Former Police Chief With Warrants Arrested After Allegedly Faking Own Death

An alleged staged suicide, or "pseudocide," has landed a former North Carolina police chief behind bars for dozens of charges.

William Anthony Spivey, 36, is the former police chief of Chadbourn, North Carolina. He was arrested February 24 following a crime tip and an investigation that included multiple local and statewide law enforcement agencies.

He currently has 40 outstanding warrants for failure to appear. Each warrant has
a bond of $25,000, for a total bond of $1 million.

william spivey fake suicide pseudocide
William Spivey, a former police chief from North Carolina, allegedly staged his own suicide and left the state before being caught due to a collective law enforcement effort. He had 40 warrants for his arrest and currently is jailed on $1 million bond. Horry County Police

On the same day, Columbus County Sheriff Jody Greene said that his office arrested Debbie Bridgers Sasser in Fair Bluff. She was charged with one felony count of obstructing justice for allegedly assisting Spivey with his pseudocide. Harold Dean Sasser was also arrested in Whiteville and charged with the same crime.

Both individuals received $100,000 bonds. Greene said the investigation remains ongoing and that more arrests are "likely."

Debbie Bridgers Sasser Harold pseudocide suicide spivey
Harold Dean Sasser and Debbie Bridgers Sasser were both arrested and charged with crimes related to the "pseudocide" of William Anthony Spivey, a former police chief in North Carolina. Columbus County Sheriff's Office

According to the Horry County Police Department, Spivey was relieved of duty last spring following a misconduct investigation by the North Carolina State Bureau of Investigations. He was eventually charged with over 70 felony crimes, including evidence mishandling, drug trafficking and embezzling.

Authorities said that Spivey was reported missing this past Monday after failing to return from a fishing trip on the Lumber River in Columbus County, leading to "an extensive water search."

Greene said his department was contacted by North Carolina wildlife officers in reference to an abandoned boat located in the Lumber River, near the Sandhills Hunting Club.

At the scene, investigators officers reportedly noticed a truck at a boat landing in the hunting camp with people in the vicinity. Officers were reportedly told by Spivey's friends and family that Spivey was last seen driving the truck. The boat also belonged to him.

Those interviewed at the scene described the situation as a potential suicide.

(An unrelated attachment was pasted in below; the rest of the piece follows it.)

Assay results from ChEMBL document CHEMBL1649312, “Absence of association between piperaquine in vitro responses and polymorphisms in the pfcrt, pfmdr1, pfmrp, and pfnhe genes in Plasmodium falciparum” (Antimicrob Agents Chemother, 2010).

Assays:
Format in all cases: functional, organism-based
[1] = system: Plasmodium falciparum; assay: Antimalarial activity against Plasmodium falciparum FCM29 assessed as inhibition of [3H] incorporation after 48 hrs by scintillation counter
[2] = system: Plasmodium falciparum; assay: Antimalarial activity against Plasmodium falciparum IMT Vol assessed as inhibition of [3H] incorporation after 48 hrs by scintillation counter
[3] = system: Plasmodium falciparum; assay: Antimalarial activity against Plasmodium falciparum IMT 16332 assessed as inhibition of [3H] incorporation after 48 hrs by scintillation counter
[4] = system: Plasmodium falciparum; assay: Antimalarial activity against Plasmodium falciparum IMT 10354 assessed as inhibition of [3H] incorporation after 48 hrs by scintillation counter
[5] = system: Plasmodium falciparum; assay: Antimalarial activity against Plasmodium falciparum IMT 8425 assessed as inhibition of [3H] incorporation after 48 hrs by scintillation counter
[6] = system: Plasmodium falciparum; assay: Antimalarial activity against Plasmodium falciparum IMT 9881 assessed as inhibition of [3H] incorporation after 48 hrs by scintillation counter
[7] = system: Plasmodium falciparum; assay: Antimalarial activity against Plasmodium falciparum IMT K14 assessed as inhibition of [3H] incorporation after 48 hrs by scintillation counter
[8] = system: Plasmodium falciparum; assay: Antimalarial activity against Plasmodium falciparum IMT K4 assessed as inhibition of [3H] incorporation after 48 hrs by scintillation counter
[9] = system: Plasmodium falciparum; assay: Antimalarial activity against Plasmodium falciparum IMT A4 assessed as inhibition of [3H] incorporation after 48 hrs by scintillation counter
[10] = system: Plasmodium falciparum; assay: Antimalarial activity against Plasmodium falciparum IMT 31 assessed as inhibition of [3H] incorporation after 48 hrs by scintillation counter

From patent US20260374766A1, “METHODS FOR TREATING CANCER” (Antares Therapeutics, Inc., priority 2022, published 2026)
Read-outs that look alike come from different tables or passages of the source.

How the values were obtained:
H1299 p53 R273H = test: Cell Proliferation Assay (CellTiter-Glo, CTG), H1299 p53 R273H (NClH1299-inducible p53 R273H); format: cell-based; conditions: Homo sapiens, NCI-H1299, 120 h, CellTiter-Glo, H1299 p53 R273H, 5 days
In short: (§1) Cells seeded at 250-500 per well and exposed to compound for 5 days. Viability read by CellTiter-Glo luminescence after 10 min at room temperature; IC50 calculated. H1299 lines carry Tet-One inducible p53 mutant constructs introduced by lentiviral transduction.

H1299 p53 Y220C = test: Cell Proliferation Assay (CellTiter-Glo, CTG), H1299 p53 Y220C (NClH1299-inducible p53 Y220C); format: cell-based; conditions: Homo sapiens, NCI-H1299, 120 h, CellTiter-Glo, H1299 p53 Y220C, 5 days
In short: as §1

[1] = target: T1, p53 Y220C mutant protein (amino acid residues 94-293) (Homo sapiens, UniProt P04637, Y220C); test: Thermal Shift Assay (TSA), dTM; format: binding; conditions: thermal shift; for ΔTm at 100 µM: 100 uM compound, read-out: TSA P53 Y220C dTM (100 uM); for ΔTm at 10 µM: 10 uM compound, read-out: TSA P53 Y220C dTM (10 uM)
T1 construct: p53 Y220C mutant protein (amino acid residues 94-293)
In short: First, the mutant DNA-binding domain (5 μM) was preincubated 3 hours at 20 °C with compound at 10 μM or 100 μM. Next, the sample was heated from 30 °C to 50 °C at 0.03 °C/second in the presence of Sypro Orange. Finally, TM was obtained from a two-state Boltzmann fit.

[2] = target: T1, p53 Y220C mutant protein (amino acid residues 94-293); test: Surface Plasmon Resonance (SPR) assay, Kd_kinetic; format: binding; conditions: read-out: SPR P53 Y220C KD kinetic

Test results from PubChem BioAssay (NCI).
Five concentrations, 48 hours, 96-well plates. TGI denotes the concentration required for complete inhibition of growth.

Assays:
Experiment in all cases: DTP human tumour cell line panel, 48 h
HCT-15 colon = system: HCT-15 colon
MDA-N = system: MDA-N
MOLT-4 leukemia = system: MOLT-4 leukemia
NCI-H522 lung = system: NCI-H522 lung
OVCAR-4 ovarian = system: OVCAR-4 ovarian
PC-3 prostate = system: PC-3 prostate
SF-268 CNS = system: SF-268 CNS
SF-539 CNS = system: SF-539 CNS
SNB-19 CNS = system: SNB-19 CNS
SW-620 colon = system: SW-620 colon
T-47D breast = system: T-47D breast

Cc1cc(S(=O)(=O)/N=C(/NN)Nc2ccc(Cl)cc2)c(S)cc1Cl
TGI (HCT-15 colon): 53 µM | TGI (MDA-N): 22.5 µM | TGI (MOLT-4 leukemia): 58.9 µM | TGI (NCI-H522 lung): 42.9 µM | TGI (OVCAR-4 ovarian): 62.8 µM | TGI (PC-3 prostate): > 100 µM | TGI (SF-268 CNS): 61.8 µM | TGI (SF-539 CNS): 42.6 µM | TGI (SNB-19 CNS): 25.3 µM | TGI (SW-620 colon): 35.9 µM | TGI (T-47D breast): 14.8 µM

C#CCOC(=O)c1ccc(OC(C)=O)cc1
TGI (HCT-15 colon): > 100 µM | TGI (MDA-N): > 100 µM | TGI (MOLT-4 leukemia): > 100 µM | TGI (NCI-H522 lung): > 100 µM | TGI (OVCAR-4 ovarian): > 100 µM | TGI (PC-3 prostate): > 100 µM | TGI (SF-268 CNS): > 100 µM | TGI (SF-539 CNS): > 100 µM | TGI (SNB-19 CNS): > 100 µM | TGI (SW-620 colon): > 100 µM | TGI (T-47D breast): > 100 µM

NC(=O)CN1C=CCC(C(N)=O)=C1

Following the collection of evidence, Greene said that the words of Spivey's friends and family regarding suicide didn't add up.

william spivey fake suicide pseudocide
Spivey's charges include evidence mishandling, drug trafficking and embezzling. He faces other charges for warrants for failing to appear. Horry County Police

"Handwritten letters were collected at the scene, along with the boat, that also contained a .22 caliber rifle with a discharged round still in the rifle," Greene said. "All evidence was collected by Crime Scene Investigators and processed. Investigators quickly concluded that the evidence collected did not support a suicide scenario."

On February 22, the search continued, with officials from his office joined by Lumberton Fire Department Water Rescue and other Columbus County emergency personnel. The Columbus County Sheriff's Office Dive Team searched the Lumber River in the Fair Bluff community, helicopters aided with aerial views and man-tracking teams were deployed on the ground.

After three days of Spivey water searches, wooded area tracking, aerial coverage, K-9 sniffing and sonar scanning, the investigation continued. Simultaneously, criminal investigators were conducting a separate investigation.

"As investigators collected video from surveillance systems and conducted
interviews, it became even more apparent that the scene on the river was staged," Greene said.

It led to warrants being issued for Spivey's arrest on February 23. He was missing and wanted by authorities.

One pivotal tip cracked open the case.

On Thursday, Columbus County Sheriff's Office investigators met with Horry County Patrol officers and detectives and all went to an apartment complex in Loris, South Carolina, due to a citizen tip.

Spivey was at the complex and reportedly ran into a wooded area behind the complex.

A police report from the Horry County Police Department obtained by Newsweek said that officers located Spivey "submerged in a creek" behind the building. Officers gave Spivey commands to exit the water and go onto land with his hands up, due to potentially being armed.

"The subject came onto the dry wooded area but attempted to resist officers as they tried to place him into restraints," Horry Police said. "The subject yelled we would have to shoot as he reached for his waist area while resisting. The subject was taken to the ground in an attempt to restrain him as he continued to resist by still reaching for his waist area."

At about 12:45 a.m. Spivey was eventually placed into constraints and arrested without further incident.